b. If you have not addressed all major possibilities in your Advance Directive — and one arises — then decisions on treatment will be made by your Representative/Proxy or substitute decision maker.   Therefore, it is wise to use a comprehensive Advance Directive template that brings up a wide variety of possible issues that may arise — and discuss them in detail with your Representative, to give them some idea of what your wishes might be in unforeseen circumstances.    The 'table of contents' of the CINDEA-recommended Advance Directive is available here as a PDF download.

 

2) What is the value of having an Advance Directive?     It ensures that your values and directives/choices are known to your medical practitioners, family and friends; and are recorded clearly, to limit any bias in their interpretation.   An Advance Directive is most important when family members
        live at a distance,
are themselves not entirely mentally or emotionally capable (or likely to be when needed),
        do not share the same values, or
are not able to discuss end-of-life issues,
and/or when the person's choices are very specific (such as when to withhold or withdraw life-support).  
 
Even when this is not the case, Advance Directives may remove much of the confusion that can happen, as families struggle with unforeseen medical decisions on behalf of the 'incapable' member — as well as the potential guilt for the decisions made, especially concerning withholding or withdrawing life-support.   Romayne Gallagher, a physician, and founding director of the division of palliative care at the University of British Columbia. "Most people find if they have some idea what their loved one had in mind, it makes a difference." .. research clearly shows that discussing and planning your death means your wishes are more likely to be followed.   As well, family members experience less anxiety and depression in the aftermath, and report that the process is less agonizing....When families don't know the wishes of a loved one, they almost always default to more aggressive treatment - and often end up regretting the decision, says Daren Heyland, an intensive care physician.... (Quote from the Globe and Mail 'end of life' series, November 27, 2011 why are we afraid of talking about death by Erin Anderssen)



3) Is having an Advance Directive absolute assurance that your wishes/choices will be followed?    No — because of unforeseen medical circumstances, or new treatments available; or because the Advance Directive may not be available in some emergency situations.   However, most palliative-care or hospice organizations recommend having one (and it may be required upon entry into residential care); and as a result, more medical staff are honouring them.   If it is not possible to follow the specific choices of your Advance Directive, it will then be used to understand your values and apply them to the decisions that need to be made in that situation.   

Please note: although the use of Advance Directives is growing, some medical practitioners are unfamiliar with them, and may mistake them for a 'Do Not Resuscitate' order — which is only one option included in an Advance Directive, and one which you may not have chosen.   In any case, it is wise to review your Advance Directive with any doctor — or other medical staff — primarily involved in your care, to ensure that they understand your wishes if/when you are not able to communicate for yourself.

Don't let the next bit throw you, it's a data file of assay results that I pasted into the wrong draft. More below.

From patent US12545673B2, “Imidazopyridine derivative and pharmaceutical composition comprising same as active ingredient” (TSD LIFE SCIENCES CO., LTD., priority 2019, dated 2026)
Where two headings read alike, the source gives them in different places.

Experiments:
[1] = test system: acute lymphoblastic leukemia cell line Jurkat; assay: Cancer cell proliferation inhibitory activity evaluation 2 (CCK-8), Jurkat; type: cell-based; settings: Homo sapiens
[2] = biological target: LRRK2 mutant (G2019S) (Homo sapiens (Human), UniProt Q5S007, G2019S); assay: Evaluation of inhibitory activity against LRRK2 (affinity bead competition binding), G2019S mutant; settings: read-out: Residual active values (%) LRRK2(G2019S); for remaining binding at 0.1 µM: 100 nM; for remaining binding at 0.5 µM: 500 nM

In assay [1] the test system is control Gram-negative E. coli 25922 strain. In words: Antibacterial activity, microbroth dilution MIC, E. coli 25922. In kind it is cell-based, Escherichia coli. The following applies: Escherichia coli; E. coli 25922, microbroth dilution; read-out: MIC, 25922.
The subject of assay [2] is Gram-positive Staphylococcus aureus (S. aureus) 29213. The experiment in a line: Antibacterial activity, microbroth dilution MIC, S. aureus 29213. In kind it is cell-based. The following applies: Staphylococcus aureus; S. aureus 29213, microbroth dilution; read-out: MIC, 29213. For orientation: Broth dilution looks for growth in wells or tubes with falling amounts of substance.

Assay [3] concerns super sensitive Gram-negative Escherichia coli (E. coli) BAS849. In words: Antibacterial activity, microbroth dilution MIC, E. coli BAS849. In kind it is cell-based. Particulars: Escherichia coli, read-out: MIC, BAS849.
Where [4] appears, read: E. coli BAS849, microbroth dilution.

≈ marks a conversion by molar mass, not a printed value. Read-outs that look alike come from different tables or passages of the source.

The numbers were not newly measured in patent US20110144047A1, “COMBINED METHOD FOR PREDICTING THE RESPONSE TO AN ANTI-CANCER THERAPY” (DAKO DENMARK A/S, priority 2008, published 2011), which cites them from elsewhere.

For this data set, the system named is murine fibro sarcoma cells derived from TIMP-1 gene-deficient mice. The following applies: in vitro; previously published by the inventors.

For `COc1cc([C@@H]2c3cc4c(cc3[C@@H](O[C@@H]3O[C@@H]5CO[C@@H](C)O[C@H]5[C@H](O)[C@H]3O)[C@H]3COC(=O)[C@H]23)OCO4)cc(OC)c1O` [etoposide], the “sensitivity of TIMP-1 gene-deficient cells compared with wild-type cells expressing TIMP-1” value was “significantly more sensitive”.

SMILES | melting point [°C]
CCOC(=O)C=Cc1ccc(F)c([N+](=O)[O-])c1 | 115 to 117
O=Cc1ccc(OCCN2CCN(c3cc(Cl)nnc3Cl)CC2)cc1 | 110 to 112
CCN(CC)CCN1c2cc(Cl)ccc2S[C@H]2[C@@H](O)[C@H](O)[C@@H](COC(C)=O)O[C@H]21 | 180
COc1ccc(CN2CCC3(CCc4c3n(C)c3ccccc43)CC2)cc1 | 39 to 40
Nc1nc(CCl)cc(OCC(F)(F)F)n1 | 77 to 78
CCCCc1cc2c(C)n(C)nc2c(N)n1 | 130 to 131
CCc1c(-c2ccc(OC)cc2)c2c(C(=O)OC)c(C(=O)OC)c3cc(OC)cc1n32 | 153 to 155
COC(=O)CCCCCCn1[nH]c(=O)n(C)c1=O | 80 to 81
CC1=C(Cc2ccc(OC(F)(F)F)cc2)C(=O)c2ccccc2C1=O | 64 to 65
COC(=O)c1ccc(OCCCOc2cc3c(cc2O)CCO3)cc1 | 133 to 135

One person's choice

The only people in BC (and perhaps other provinces/territories) who are not required to abide by an Advance Directive are paramedics — as it is not likely that it would be immediately available to them, in an emergency situation.   However, if they know there is a "No CPR" order, they will not resuscitate.

The more usual ways of informing the paramedics are a medical alert bracelet, a wallet card (kept with the driver's licence), or a "No CPR" order on the fridge door.   One person has chosen the option to tattoo it into her skin in locations that the paramedics are unlikely to miss.
      

"No CPR" tattooed
over her heart
    

"DNR" (Do Not Resuscitate)
tattooed on right wrist, where paramedics would look for a
medic alert bracelet

 

4) Is an Advance Directive a legal document?   Yes, under common law — except for Nunavut, Nova Scotia, New Brunswick and Quebec (which, as of August 2011, have no legislation about Advance Directives, or are in the process of changing it) — although it does not have to be signed by a lawyer.   If you have an Advance Directive, your Representative/Proxy or substitute decision maker may be legally bound to follow it (or advocate for it with medical personnel). [Note: an Advance Directive has become a legal document in itself, in B.C.   It may also be a legal document — under a different name — in other provinces/territories.]

5) What is the difference between an Advance Directive and Expressed/Personal-Care Wishes?    An Advance Directive contains instructions on medical care including the withdrawal or withholding of care to allow a natural death to occur.   An expressed wishes/personal care document contains instructions or suggestions on non-medical matters including personal care, vigils, memorials, where you want to live, etc.